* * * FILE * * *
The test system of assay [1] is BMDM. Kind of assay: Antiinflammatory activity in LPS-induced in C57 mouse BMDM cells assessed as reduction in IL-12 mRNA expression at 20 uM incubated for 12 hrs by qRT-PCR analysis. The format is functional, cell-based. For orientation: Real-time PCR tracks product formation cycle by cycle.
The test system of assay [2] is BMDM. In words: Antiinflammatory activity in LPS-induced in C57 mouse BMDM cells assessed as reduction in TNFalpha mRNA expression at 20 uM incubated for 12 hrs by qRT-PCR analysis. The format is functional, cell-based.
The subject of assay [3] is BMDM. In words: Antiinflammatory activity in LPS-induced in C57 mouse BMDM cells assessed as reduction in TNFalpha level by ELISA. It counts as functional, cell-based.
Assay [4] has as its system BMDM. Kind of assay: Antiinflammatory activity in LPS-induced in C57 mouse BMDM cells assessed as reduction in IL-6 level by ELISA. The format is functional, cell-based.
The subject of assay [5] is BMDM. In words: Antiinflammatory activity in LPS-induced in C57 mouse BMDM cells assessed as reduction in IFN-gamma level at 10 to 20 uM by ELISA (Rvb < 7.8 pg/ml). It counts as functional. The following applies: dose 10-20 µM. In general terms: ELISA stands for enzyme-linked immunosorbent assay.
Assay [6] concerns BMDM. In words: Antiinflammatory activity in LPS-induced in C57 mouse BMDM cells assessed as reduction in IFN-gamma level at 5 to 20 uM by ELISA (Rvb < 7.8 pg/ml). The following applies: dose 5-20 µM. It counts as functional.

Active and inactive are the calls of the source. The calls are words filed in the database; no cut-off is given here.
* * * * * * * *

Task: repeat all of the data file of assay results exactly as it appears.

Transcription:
The test system of assay [1] is BMDM. Kind of assay: Antiinflammatory activity in LPS-induced in C57 mouse BMDM cells assessed as reduction in IL-12 mRNA expression at 20 uM incubated for 12 hrs by qRT-PCR analysis. The format is functional, cell-based. For orientation: Real-time PCR tracks product formation cycle by cycle.
The test system of assay [2] is BMDM. In words: Antiinflammatory activity in LPS-induced in C57 mouse BMDM cells assessed as reduction in TNFalpha mRNA expression at 20 uM incubated for 12 hrs by qRT-PCR analysis. The format is functional, cell-based.
The subject of assay [3] is BMDM. In words: Antiinflammatory activity in LPS-induced in C57 mouse BMDM cells assessed as reduction in TNFalpha level by ELISA. It counts as functional, cell-based.
Assay [4] has as its system BMDM. Kind of assay: Antiinflammatory activity in LPS-induced in C57 mouse BMDM cells assessed as reduction in IL-6 level by ELISA. The format is functional, cell-based.
The subject of assay [5] is BMDM. In words: Antiinflammatory activity in LPS-induced in C57 mouse BMDM cells assessed as reduction in IFN-gamma level at 10 to 20 uM by ELISA (Rvb < 7.8 pg/ml). It counts as functional. The following applies: dose 10-20 µM. In general terms: ELISA stands for enzyme-linked immunosorbent assay.
Assay [6] concerns BMDM. In words: Antiinflammatory activity in LPS-induced in C57 mouse BMDM cells assessed as reduction in IFN-gamma level at 5 to 20 uM by ELISA (Rvb < 7.8 pg/ml). The following applies: dose 5-20 µM. It counts as functional.

Active and inactive are the calls of the source. The calls are words filed in the database; no cut-off is given here.